“Time to go,” he decided, snatching up her hand and, before Bai Qian could prepare herself, leaping over the Demons’ heads. His extreme speed gave her a feeling close to cloud-jumping during that short moment - as if being sucked through cold air.

“It’s the other way!” Bai Qian cried when he dragged her in the direction opposite to where Yanzhi and Zilan had gone.

“It doesn’t matter. As long as we’re out of the forest, it’s safe.”

Out of the Spinner’s territory, they darted into the dark region of the forest, throngs of Demons on their tail.


“Keep going,” he shouted when Bai Qian turned back to make sure he was still keeping up.

On they ran for several minutes. When they were further in, Bai Qian realized everything was becoming blurry. Trees were wrapped in blankets of fog, fog surrounding the path ahead. She unconsciously reached down and clutched the pointer hung on her waistband - finding one’s way out of a forest was already hard when you could see.

The thick white veil before her eyes made Bai Qian slow down and watch her steps. She had survived many ordeals tonight and had no intention of maiming herself by bumping into a tree or a giant boulder. Though she could feel they had not escaped the Demons’ shield yet, the footsteps behind them had scattered, it seemed the Demons were not chasing anymore. Perhaps it was now safe to stop and determine where exactly her friends had gone.

However, the moment Bai Qian stopped and turned around, she gasped in terror. The King was nowhere to be seen.

Where was he? Had the Demons captured him without her noticing? Had he fallen behind? No, it couldn’t be. He was quick, quicker than anyone she’d ever seen. Even if outnumbered, he could at least run away.

“Hey!” she squinted, twirling around like a wooden spinning top. “Where are --”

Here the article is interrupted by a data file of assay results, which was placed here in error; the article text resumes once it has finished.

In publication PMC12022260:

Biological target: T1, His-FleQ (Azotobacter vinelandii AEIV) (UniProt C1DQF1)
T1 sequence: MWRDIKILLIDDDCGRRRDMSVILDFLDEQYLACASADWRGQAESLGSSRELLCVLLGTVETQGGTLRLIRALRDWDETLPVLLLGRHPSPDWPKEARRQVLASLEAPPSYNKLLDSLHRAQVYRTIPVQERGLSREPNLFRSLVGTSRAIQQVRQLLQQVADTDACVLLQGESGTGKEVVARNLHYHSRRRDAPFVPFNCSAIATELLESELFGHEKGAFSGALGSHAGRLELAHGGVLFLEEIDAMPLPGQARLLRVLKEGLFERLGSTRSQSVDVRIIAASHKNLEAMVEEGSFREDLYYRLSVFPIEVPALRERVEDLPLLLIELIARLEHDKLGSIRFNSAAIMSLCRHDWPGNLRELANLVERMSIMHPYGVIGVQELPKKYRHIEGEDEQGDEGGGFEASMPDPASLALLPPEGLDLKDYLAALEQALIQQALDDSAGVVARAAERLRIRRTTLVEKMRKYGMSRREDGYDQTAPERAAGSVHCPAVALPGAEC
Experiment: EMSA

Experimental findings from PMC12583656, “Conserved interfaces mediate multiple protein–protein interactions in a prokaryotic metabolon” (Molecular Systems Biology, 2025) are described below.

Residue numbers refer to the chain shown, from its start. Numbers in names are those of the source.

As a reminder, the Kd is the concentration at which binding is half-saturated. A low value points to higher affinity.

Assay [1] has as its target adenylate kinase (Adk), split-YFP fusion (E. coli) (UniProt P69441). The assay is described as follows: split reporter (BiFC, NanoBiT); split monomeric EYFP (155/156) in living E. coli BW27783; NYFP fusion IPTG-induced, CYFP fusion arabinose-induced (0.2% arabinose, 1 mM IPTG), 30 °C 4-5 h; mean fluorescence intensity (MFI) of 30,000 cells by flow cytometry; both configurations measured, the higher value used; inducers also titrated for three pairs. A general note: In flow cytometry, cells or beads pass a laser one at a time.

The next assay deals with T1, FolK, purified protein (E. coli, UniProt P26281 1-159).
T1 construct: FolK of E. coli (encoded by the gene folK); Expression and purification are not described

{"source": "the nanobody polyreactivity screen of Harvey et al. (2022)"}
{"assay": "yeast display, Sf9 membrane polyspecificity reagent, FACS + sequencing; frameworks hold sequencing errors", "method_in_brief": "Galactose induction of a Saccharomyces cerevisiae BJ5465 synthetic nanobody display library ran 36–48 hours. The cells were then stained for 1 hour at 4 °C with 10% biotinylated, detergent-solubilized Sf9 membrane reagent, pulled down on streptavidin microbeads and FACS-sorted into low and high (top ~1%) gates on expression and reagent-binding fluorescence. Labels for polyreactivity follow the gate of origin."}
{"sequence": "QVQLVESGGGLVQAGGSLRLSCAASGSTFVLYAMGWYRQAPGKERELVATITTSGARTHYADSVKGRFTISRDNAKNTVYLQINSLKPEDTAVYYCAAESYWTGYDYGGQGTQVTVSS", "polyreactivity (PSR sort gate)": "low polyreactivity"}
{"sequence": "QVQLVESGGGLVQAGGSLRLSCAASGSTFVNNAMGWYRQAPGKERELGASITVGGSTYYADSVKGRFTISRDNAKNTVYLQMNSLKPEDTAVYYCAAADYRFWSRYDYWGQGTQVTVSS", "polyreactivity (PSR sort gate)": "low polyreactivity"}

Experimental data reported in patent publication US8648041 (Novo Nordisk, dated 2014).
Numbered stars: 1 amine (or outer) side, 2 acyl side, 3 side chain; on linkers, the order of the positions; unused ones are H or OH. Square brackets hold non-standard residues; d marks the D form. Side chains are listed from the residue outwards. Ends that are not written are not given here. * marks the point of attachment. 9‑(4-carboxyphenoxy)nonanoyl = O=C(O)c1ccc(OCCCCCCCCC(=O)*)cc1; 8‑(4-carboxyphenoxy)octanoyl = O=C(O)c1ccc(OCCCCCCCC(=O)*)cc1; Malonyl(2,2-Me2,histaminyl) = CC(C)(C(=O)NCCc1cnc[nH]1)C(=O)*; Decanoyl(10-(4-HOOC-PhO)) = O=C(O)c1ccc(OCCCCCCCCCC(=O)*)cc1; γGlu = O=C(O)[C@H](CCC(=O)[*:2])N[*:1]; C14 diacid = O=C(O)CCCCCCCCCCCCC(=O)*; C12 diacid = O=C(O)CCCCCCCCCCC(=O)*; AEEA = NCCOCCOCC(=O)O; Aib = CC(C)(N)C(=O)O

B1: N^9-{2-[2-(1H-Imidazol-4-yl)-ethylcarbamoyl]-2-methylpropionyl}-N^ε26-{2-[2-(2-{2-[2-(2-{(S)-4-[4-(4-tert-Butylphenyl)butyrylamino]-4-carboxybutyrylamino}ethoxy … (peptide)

Bai Qian felt a surge of panic rising up in her throat - there was a figure zooming toward her. He was in midair - not the king of Xunzhua. That was all she needed to know to spin on her heel and bolt ahead.

As Bai Qian concentrated on the path in front of her and ran like she never had before, she tried to forget the fact that her limbs were exhausted from the fight and the torture inside the potion room had left a lasting effect on her overall powers.

But there was no hope. Whoever it was moved with great speed through the layers of fog while she was unable to levitate herself even an inch. Bai Qian did not dare look back at this point anymore. She kept running and blasting back spells as hard as she could, zigzagging through wood logs and other obstacles, hoping one of her spells would knock him off balance.

The second Bai Qian felt the man’s presence behind her, an arm grabbed her by the waist and lifted her up from the ground with ease as if she weighted no more than a feather.

“Let me go!” she screamed and lunged forward as he brought her soaring up in the sky. “No!”

There were no more trees. The night’s air was the only thing that surrounded them. Bai Qian realized at this time that the man had been riding a sword.

He had not yet attacked or attempted to contain her, instead, he kept his arms wrapped around her upper body, which made Bai Qian even more terrified. She shook her head and struggled, kicking at his legs, twisting left and right in fury. But it was no good - he was much stronger than her.

“No!” she shrieked when the man clasped her closer. “Get off me, you lecherous Demon! GET -- OFF!”

Bai Qian reached to her boot, yanked out the little dagger and swung her hand sideway to where his upper arm was.


The momentum caused her body to whirl around within the man’s loosened hold and put her face to face with him. Bai Qian’s heart did a somersault. She stared without blinking despite the cold wind stinging her eyes.

“Shifu…” she dropped the bloodstained dagger. “Shifu…”

“Yes,” he responded, not looking too pleased. “What lecherous Demon?”

Like a flash of lightning, she threw her arms around him, one hand clutching the other behind his back.

She saw no need to reply anymore. She would tell him all about the Demon’s potion room, she would apologize for slashing his arm. But later. She would do everything later. She could hardly speak now. All her strength had gone. Or rather, she had allowed it to dissolve completely.

Bai Qian felt a gush of powerful wind hitting her in the back and Moyuan suddenly stumbled.

He fell.

They had been thrown off the sword and were plunging down headfirst.

“I will cloud-jump now,” she heard his voice say. “Don’t let go.”

But Bai Qian had never needed this advice less.

Chapter 2, Part 1